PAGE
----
The International Monetary Fund thinks that central banks worldwide may consider digital currency issuing.
During the Singapore Fintech Festival held this week, the head of IMF, Christine Lagarde said on Tuesday that the countries may think over digital currencies citing obvious benefits, including a higher level of transaction security.
In her message she explained:
"I believe we should consider the possibility to issue digital currency. There may be a role for the state to supply money to the digital economy. This currency could satisfy public policy goals, such as (i) financial inclusion, and (ii) security and consumer protection; and to provide what the private sector cannot: (iii) privacy in payments."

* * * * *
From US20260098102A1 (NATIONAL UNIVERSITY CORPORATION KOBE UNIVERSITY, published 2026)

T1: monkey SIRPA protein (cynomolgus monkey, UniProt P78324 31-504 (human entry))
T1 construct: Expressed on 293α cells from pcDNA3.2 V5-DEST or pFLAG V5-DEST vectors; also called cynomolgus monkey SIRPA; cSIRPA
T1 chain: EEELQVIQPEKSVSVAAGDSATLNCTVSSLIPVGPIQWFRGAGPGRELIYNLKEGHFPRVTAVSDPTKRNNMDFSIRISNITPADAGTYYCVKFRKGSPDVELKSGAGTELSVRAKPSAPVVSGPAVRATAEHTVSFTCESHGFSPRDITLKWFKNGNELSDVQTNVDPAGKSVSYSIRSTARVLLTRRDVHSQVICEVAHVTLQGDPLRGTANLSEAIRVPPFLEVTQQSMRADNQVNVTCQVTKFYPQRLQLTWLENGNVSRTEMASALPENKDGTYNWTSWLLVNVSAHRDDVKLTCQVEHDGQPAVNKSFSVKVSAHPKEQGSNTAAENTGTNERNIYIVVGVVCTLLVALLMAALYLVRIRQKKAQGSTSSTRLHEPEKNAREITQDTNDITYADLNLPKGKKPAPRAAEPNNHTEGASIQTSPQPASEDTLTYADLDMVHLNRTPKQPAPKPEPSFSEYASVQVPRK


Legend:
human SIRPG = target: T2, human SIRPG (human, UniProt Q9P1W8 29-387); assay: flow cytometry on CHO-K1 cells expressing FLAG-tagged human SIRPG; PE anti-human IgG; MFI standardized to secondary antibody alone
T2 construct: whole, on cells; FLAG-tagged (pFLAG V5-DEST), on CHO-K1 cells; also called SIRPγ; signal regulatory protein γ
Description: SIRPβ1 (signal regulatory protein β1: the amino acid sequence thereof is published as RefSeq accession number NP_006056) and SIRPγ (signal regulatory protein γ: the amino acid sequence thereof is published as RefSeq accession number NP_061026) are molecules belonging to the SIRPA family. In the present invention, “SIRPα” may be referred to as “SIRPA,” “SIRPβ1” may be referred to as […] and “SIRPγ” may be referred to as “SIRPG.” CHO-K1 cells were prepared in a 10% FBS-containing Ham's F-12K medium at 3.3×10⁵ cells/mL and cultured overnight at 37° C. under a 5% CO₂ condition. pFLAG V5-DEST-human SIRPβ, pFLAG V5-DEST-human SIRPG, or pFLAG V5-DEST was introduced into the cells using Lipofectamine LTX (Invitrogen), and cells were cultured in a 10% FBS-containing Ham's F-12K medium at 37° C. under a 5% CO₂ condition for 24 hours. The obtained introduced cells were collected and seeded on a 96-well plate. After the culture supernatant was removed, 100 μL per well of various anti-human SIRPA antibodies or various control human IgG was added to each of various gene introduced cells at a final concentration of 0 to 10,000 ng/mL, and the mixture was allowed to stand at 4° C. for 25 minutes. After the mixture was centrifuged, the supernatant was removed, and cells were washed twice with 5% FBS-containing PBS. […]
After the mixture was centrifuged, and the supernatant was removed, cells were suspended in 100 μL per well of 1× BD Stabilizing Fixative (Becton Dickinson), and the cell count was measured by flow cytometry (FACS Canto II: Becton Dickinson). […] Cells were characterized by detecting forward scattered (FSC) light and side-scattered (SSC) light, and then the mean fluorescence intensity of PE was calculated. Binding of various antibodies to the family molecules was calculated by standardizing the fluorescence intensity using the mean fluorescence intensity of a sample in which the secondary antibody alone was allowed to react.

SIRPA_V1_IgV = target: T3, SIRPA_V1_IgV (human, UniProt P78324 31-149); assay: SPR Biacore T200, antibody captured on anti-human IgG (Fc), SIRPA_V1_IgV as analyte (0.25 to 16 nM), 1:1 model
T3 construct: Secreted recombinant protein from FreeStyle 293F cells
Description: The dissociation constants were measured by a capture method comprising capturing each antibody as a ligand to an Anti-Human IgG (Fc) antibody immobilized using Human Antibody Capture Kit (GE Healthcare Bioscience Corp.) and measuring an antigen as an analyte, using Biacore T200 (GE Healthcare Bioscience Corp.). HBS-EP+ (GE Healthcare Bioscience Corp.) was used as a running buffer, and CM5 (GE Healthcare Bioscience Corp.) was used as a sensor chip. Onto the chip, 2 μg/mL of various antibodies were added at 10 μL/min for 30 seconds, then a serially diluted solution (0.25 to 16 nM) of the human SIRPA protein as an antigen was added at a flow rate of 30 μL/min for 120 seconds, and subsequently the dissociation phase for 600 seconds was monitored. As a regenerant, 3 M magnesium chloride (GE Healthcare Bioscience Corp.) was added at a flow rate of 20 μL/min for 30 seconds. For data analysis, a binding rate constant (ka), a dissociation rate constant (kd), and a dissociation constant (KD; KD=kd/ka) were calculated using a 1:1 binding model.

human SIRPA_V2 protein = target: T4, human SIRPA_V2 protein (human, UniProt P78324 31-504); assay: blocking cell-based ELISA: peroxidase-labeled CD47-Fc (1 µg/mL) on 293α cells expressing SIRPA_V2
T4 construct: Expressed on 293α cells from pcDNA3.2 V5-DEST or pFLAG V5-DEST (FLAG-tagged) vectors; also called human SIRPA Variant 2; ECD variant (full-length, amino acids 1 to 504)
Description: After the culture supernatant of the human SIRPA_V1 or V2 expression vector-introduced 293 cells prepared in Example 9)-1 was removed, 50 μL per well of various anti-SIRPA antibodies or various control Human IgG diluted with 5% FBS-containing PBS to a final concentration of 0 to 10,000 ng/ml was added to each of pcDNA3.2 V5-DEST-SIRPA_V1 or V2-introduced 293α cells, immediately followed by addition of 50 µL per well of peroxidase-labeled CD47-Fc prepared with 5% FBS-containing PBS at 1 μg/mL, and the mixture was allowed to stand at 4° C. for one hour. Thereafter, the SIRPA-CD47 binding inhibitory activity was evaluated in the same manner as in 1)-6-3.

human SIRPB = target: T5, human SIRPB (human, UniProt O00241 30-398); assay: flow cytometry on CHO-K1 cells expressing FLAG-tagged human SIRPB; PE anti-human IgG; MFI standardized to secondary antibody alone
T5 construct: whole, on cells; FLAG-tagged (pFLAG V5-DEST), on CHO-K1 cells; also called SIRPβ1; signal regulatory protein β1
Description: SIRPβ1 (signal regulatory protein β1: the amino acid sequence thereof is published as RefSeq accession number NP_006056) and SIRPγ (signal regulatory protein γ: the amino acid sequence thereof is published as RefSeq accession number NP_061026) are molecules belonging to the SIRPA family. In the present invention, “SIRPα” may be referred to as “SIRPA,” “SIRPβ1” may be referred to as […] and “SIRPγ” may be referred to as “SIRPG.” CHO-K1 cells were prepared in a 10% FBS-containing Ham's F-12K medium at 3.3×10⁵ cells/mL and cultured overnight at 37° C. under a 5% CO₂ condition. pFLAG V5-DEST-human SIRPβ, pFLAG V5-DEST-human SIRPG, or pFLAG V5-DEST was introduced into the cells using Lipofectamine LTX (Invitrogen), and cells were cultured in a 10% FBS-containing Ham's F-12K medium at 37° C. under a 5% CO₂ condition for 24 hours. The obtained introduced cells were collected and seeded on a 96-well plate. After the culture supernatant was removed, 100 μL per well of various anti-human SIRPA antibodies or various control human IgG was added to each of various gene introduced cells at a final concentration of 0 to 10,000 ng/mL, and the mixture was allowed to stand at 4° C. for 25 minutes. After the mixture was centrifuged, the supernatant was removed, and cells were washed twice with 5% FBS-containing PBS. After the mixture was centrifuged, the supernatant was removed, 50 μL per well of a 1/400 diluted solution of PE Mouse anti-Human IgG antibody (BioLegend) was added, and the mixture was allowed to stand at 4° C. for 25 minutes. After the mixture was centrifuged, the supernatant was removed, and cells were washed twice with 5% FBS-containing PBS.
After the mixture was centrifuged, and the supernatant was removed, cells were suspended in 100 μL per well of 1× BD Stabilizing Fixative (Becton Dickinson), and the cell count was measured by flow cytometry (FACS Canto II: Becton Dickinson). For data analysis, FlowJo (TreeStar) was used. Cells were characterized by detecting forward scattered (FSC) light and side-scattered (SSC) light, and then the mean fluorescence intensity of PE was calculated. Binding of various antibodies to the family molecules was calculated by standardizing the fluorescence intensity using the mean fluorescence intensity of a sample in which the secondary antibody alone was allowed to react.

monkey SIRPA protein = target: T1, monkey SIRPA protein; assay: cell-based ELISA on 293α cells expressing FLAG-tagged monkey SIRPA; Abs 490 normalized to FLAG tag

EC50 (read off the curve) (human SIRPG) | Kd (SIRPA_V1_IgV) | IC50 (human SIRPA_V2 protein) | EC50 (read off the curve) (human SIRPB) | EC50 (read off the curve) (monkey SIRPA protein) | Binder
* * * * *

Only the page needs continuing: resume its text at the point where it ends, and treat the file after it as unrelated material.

Notably, IMF head said that the state-backed digital currency is a quite real concept, with many banks considering this launch and China, Canada, Uruguay and Sweden are among them. As Christine Lagarde noted, they are open to new changes and this is exactly what the IMF requires now.
However, every instrument has its weaknesses and there are risks of innovation slowdown.
To this end, she said;
"My main point will be that we should face these risks creatively. How might we attenuate them by designing digital currency in new and innovative ways?"
Central bank digital currency, like cash money, is said to be the state passive asset, while private firms may not provide them with a sufficient level of security.